Effective Date: April 30, 2004
|Responsible Office: Office of Chief Information Officer|
|Subject: Incentives for the Use of Health Information Technology & Establishing the Position of the NHI IT Coordinator|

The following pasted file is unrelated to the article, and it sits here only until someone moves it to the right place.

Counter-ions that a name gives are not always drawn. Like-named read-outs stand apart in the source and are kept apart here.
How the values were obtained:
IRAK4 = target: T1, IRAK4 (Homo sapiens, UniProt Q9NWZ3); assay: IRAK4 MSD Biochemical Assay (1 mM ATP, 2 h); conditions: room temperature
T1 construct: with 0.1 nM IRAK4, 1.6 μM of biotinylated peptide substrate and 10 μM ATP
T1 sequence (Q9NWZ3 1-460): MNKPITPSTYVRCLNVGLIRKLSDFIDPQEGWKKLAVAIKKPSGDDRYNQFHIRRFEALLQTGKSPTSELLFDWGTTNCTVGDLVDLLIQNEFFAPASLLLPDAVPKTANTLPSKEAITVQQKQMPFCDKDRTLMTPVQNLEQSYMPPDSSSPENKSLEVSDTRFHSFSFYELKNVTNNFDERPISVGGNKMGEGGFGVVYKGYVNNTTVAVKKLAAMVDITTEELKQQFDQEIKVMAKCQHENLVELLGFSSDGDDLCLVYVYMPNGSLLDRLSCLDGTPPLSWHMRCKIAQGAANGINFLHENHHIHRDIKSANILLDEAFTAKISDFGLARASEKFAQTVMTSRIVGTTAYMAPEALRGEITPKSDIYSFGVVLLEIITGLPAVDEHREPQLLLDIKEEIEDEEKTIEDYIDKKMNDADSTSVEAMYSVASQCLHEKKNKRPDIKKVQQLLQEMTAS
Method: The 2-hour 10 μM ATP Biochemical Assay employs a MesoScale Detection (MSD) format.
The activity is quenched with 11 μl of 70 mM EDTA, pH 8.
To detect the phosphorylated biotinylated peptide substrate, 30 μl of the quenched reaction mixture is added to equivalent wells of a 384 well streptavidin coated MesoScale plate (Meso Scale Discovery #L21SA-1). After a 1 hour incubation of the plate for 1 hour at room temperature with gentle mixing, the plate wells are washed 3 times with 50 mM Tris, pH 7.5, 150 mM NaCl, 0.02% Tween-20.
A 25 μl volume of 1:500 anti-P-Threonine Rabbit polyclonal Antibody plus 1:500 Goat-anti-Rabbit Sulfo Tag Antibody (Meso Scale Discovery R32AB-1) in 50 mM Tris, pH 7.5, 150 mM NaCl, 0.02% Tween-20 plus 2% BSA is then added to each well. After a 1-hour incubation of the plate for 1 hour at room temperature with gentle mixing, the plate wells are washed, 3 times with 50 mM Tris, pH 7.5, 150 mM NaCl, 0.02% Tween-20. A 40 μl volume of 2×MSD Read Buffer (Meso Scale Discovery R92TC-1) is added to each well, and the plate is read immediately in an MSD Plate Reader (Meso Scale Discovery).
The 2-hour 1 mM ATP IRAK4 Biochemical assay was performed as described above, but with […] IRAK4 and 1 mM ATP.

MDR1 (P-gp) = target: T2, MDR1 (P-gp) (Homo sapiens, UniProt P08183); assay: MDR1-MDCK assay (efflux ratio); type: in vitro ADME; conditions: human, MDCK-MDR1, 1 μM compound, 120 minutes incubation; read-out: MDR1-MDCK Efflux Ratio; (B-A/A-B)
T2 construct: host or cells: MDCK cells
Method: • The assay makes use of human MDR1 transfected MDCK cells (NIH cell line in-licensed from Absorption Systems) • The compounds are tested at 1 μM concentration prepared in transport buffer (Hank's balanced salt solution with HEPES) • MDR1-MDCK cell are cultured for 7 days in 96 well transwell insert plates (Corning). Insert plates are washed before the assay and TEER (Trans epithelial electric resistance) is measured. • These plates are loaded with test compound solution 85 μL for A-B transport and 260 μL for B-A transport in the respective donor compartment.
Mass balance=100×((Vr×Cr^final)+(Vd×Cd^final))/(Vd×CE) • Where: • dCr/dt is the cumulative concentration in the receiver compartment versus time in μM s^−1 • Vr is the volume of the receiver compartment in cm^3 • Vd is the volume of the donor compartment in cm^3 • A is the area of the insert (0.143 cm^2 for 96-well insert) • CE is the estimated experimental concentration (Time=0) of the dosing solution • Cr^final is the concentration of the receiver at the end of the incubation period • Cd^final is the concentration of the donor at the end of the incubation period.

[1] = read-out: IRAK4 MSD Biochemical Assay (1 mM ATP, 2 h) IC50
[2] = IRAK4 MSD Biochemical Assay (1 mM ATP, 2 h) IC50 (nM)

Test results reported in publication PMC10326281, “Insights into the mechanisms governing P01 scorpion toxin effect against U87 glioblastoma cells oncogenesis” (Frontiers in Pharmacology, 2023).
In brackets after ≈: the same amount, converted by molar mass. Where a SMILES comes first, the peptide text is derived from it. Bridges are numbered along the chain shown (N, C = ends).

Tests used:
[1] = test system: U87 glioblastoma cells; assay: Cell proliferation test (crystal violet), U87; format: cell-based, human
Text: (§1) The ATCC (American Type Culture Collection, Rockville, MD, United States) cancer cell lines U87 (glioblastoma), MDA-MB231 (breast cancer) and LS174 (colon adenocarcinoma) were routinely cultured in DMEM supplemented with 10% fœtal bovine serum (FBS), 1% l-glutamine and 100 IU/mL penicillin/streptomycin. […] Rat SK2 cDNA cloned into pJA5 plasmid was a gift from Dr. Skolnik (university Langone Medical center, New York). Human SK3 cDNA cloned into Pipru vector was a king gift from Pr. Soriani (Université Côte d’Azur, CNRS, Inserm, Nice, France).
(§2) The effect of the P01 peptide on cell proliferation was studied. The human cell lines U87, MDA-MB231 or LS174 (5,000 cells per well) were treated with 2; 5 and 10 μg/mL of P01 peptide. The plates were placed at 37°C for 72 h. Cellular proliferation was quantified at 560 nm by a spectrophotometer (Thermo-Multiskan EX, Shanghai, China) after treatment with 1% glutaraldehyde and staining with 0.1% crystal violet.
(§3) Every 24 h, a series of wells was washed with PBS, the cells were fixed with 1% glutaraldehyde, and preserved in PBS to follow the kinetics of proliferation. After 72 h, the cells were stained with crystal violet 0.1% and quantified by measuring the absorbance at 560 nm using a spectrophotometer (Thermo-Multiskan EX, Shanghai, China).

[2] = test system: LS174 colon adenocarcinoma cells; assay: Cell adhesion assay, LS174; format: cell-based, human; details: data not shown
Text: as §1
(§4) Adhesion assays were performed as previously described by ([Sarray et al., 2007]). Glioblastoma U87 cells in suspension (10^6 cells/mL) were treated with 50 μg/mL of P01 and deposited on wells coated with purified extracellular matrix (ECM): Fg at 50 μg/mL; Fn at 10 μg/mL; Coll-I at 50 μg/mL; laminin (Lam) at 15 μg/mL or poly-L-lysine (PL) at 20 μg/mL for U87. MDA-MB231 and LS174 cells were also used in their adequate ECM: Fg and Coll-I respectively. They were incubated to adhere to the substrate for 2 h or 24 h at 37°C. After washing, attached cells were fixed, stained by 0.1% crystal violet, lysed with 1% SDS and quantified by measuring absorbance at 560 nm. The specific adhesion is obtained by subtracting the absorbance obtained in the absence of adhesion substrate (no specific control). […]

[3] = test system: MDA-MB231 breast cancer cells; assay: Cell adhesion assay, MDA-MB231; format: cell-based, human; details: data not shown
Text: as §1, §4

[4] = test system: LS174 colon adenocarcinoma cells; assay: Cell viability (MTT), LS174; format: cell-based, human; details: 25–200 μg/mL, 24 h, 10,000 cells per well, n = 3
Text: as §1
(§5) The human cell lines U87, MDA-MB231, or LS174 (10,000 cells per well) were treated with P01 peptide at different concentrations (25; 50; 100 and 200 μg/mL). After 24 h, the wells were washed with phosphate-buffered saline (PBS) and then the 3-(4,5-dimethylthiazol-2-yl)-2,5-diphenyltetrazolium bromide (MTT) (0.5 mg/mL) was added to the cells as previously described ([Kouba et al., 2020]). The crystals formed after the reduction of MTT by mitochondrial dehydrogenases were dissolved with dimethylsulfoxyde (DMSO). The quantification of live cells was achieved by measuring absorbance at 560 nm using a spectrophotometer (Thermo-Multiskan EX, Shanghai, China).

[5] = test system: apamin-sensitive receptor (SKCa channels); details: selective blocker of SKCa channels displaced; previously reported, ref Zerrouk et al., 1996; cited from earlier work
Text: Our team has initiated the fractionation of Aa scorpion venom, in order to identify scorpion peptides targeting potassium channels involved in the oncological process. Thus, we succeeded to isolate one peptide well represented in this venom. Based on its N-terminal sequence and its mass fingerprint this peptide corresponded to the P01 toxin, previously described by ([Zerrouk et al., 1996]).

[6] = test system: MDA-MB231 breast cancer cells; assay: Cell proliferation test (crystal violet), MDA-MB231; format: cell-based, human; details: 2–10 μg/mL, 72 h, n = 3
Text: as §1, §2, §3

Executive Order 13335 of April 27, 2004 Incentives for the Use of Health Information Technology and Establishing the Position of the National Health Information Technology Coordinator By the authority vested in me as President by the Constitution and the laws of the United States of America, and to provide leadership for the development and nationwide implementation of an interoperable health information technology infrastructure to improve the quality and efficiency of health care, it is hereby ordered as follows: Section 1. Establishment. (a) The Secretary of Health and Human Services (Secretary) shall establish within the Office of the Secretary the position of National Health Information Technology Coordinator. (b) The National Health Information Technology Coordinator (National Coordinator), appointed by the Secretary in consultation with the President or his designee, will report directly to the Secretary. (c) The Secretary shall provide the National Coordinator with appropriate staff, administrative support, and other resources to meet its responsibilities under this order. (d) The Secretary shall ensure that the National Coordinator begins operations within 90 days of the date of this order. Sec. 2. Policy. In fulfilling its responsibilities, the work of the National Coordinator shall be consistent with a vision of developing a nationwide interoperable health information technology infrastructure that: (a) Ensures that appropriate information to guide medical decisions is available at the time and place of care; (b) Improves health care quality, reduces medical errors, and advances the delivery of appropriate, evidence-based medical care; (c) Reduces health care costs resulting from inefficiency, medical errors, inappropriate care, and incomplete information; (d) Promotes a more effective marketplace, greater competition, and increased choice through the wider availability of accurate information on health care costs, quality, and outcomes; (e) Improves the coordination of care and information among hospitals, laboratories, physician offices, and other ambulatory care providers through an effective infrastructure for the secure and authorized exchange of health care information; and (f) Ensures that patients' individually identifiable health information is secure and protected. Sec. 3. Responsibilities of the National Health Information Technology Coordinator. (a) The National Coordinator shall, to the extent permitted by law, develop, maintain, and direct the implementation of a strategic plan to guide the nationwide implementation of interoperable health information technology in both the public and private health care sectors that will reduce medical errors, improve quality, and produce greater value for health care expenditures. The National Coordinator shall report to the Secretary regarding progress on the development and implementation of the strategic plan within 90 days after the National Coordinator begins operations and periodically thereafter. The plan shall: [[Page 24060]] (i) Advance the development, adoption, and implementation of health care information technology standards nationally through collaboration among public and private interests, and consistent with current efforts to set health information technology standards for use by the Federal Government; (ii) Ensure that key technical, scientific, economic, and other issues affecting the public and private adoption of health information technology are addressed; (iii) Evaluate evidence on the benefits and costs of interoperable health information technology and assess to whom these benefits and costs accrue; (iv) Address privacy and security issues related to interoperable health information technology and recommend methods to ensure appropriate authorization, authentication, and encryption of data for transmission over the Internet; (v) Not assume or rely upon additional Federal resources or spending to accomplish adoption of interoperable health information technology; and (vi) Include measurable outcome goals. (b) The National Coordinator shall: (i) Serve as the Secretary's principal advisor on the development, application, and use of health information technology, and direct the Department of Health and Human Service's health information technology programs; (ii) Ensure that health information technology policy and programs of the Department of Health and Human Services (HHS) are coordinated with those of relevant executive branch agencies (including Federal commissions) with a goal of avoiding duplication of efforts and of helping to ensure that each agency undertakes activities primarily within the areas of its greatest expertise and technical capability; (iii) To the extent permitted by law, coordinate outreach and consultation by the relevant executive branch agencies (including Federal commissions) with public and private parties of interest, including consumers, providers, payers, and administrators; and (iv) At the request of the Office of Management and Budget, provide comments and advice regarding specific Federal health information technology programs. Sec. 4. Reports. To facilitate the development of interoperable health information technologies, the Secretary of Health and Human Services shall report to the President within 90 days of this order on options to provide incentives in HHS programs that will promote the adoption of interoperable health information technology. In addition, the following reports shall be submitted to the President through the Secretary: (a) The Director of the Office of Personnel Management shall report within 90 days of this order on options to provide incentives in the Federal Employee Health Benefit Program that will promote the adoption of interoperable health information technology; and (b) Within 90 days, the Secretary of Veterans Affairs and the Secretary of Defense shall jointly report on the approaches the Departments could take to work more actively with the private sector to make their health information systems available as an affordable option for providers in rural and medically underserved communities. [[Page 24061]] Sec. 5. Administration and Judicial Review. (a) The actions directed by this order shall be carried out subject to the availability of appropriations and to the extent permitted by law. (b) This order is not intended to, and does not, create any right or benefit, substantive or procedural, enforceable at law or in equity against the United States, its agencies, its entities or instrumentalities, its officers or employees, or any other person. (Presidential Sig.)B THE WHITE HOUSE, April 27, 2004.